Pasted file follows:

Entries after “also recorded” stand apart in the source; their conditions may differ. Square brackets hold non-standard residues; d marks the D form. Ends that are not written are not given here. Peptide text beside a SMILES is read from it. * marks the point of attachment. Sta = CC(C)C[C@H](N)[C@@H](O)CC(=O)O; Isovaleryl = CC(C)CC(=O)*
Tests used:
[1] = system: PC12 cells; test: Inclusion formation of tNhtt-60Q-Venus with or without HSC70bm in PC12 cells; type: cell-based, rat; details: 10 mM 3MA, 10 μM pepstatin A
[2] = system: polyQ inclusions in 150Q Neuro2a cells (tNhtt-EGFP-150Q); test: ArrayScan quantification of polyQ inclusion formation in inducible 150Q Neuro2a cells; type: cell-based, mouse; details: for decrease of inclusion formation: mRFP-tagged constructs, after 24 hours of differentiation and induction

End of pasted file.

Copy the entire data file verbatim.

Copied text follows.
Entries after “also recorded” stand apart in the source; their conditions may differ. Square brackets hold non-standard residues; d marks the D form. Ends that are not written are not given here. Peptide text beside a SMILES is read from it. * marks the point of attachment. Sta = CC(C)C[C@H](N)[C@@H](O)CC(=O)O; Isovaleryl = CC(C)CC(=O)*
Tests used:
[1] = system: PC12 cells; test: Inclusion formation of tNhtt-60Q-Venus with or without HSC70bm in PC12 cells; type: cell-based, rat; details: 10 mM 3MA, 10 μM pepstatin A
[2] = system: polyQ inclusions in 150Q Neuro2a cells (tNhtt-EGFP-150Q); test: ArrayScan quantification of polyQ inclusion formation in inducible 150Q Neuro2a cells; type: cell-based, mouse; details: for decrease of inclusion formation: mRFP-tagged constructs, after 24 hours of differentiation and induction